Navigating the Narrow Window: Getting a Marriage License Ain’t for Sissies By Jo Russell

“Would you prefer a guaranteed check or a debit payment for a marriage license?” the groom-to-be asked the curly-headed clerk at the town hall fee window.

She pointed to a sign above the glass to save the time and effort of repeating the answer dozens of times.

“Fines and Fees may be paid in cash, cashier’s check, money order, bank voucher, Visa, Mastercharge, Discover, lottery winnings, Starbucks gift cards. No American Express.”

Paul squeezed Carole’s hand. Both seniors smiled in anticipation and excitement of being one step closer to their wedding day.

“Today’s a special day! It’s like a dream come true!” she commented to Paul.

“Be right back,” Paul promised and they left for the bank. After getting cash, he and Carole returned, their faces still lit with smiles. But when he pushed the bills through the pay drawer, the clerk recoiled. Were they were sprinkled with germs, grime, disease, and Chipotle seasoning? Absolutely not. But the town employee shook her head and pushed back the money. “No cash.”

“But the sign says you accept cash.”

“Except for marriage licenses.”

“So I take it that for marriage licenses, you can’t accept Starbucks gift cards.”

“No.”

“Visa, Mastercharge, or Discover,”

“Nope. Only for court fees.”

“Then what can we use for the marriage license fee?”

“A cashier’s check from the bank or a money order. Cashier’s check, two and a half bucks at the bank. Money order, 69 cents at Circle K. Have a nice drive.”

By the time the couple returned to the pay window and clerk for the third time, knowing that persistence pays off, they perceived the town hall staff was doing its part to keep couples together. Doing battle through the narrow window a man and woman had to win with determination and the right kind of payment, or they’d never make it past the town clerk to the altar.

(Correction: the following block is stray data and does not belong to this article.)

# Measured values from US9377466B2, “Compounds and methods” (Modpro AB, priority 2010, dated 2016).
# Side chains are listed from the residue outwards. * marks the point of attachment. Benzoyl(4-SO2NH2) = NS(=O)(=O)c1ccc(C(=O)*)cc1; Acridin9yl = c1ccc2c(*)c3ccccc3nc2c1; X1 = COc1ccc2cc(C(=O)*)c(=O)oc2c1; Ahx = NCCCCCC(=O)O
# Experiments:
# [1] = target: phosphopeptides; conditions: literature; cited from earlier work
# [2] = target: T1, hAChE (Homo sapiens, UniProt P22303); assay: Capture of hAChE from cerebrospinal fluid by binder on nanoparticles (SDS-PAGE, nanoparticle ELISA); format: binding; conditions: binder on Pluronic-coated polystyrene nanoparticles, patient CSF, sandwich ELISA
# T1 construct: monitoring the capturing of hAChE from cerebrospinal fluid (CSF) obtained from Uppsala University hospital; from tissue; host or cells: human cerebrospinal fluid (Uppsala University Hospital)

Instead of the narrow window manned by the town clerk, Jesus tells of the narrow gate that leads to life. :

“Enter through the narrow gate. For wide is the gate and broad is the road that leads to destruction, and many enter through it. But small is the gate and narrow the road that leads to life, and only a few find it.” [Matthew 7:13.]

Jesus uses the word picture of a narrow gate for multiple reasons. A highway is wide with fast-moving traffic. A wide road heavily traveled fits right there in with “Everyone is doing it.” But leaving behind bad choices, destructive habits and thoughts to focus on God takes a deliberate effort to accept Jesus as God’s son. It is a less traveled way to let Him guide us. But the scenic route with Jesus will be full of sights worth stopping to enjoy. For living God’s way is true and right, and the narrow way is the path to Him.

A narrow gate also paints the picture of a small entrance to a protected place. A good shepherd stands guard. Anyone who wants to fight or go after the sheep picks a fight with the whole family of God. The words from Jesus state, “I am the gate; whoever enters through me will be saved.” [John 10:9].

Paul and Carole agree that the narrow gate to Jesus is worth the effort, and it is easier than getting a marriage license from the town clerk.

[Jo Russell is a Christian speaker, author of articles, anthology contributions, and award-winning Which Button Do You Push to Get God to Come Out? A Humorous Devotional for Women. available from Amazon.com, her speaking engagements and  website, www.button-to-god.com. Enjoy chuckles and speeches, tips and excerpts in website options and weekly blog.]

 

 

 

 

 

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